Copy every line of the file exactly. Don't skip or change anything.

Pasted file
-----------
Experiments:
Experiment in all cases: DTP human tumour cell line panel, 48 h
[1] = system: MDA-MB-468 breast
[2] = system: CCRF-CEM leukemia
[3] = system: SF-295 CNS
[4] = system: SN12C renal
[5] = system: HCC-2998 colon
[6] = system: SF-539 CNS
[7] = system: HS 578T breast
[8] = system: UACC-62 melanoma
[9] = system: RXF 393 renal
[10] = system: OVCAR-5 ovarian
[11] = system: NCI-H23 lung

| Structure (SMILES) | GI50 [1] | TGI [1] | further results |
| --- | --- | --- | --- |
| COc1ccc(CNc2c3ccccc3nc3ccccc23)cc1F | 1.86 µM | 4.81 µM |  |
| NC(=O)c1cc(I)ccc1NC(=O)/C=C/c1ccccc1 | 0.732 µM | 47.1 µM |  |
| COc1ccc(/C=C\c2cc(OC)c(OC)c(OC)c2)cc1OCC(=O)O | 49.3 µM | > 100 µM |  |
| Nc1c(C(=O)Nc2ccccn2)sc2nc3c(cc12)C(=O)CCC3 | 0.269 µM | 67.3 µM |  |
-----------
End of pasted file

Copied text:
Experiments:
Experiment in all cases: DTP human tumour cell line panel, 48 h
[1] = system: MDA-MB-468 breast
[2] = system: CCRF-CEM leukemia
[3] = system: SF-295 CNS
[4] = system: SN12C renal
[5] = system: HCC-2998 colon
[6] = system: SF-539 CNS
[7] = system: HS 578T breast
[8] = system: UACC-62 melanoma
[9] = system: RXF 393 renal
[10] = system: OVCAR-5 ovarian
[11] = system: NCI-H23 lung

| Structure (SMILES) | GI50 [1] | TGI [1] | further results |
| --- | --- | --- | --- |
| COc1ccc(CNc2c3ccccc3nc3ccccc23)cc1F | 1.86 µM | 4.81 µM |  |
| NC(=O)c1cc(I)ccc1NC(=O)/C=C/c1ccccc1 | 0.732 µM | 47.1 µM |  |
| COc1ccc(/C=C\c2cc(OC)c(OC)c(OC)c2)cc1OCC(=O)O | 49.3 µM | > 100 µM |  |
| Nc1c(C(=O)Nc2ccccn2)sc2nc3c(cc12)C(=O)CCC3 | 0.269 µM | 67.3 µM |  |